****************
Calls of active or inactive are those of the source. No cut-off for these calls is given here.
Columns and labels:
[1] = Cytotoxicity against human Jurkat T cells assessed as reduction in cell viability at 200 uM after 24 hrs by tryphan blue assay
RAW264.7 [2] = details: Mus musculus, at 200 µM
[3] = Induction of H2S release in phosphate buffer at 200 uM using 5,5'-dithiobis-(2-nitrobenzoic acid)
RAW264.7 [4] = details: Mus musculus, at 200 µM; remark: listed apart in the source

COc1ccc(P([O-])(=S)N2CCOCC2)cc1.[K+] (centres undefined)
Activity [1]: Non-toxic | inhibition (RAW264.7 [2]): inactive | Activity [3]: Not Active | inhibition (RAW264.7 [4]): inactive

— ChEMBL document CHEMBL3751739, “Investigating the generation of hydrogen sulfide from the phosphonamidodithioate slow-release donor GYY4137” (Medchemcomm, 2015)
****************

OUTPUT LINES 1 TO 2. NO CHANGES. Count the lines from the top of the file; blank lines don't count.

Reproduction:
Calls of active or inactive are those of the source. No cut-off for these calls is given here.
Columns and labels: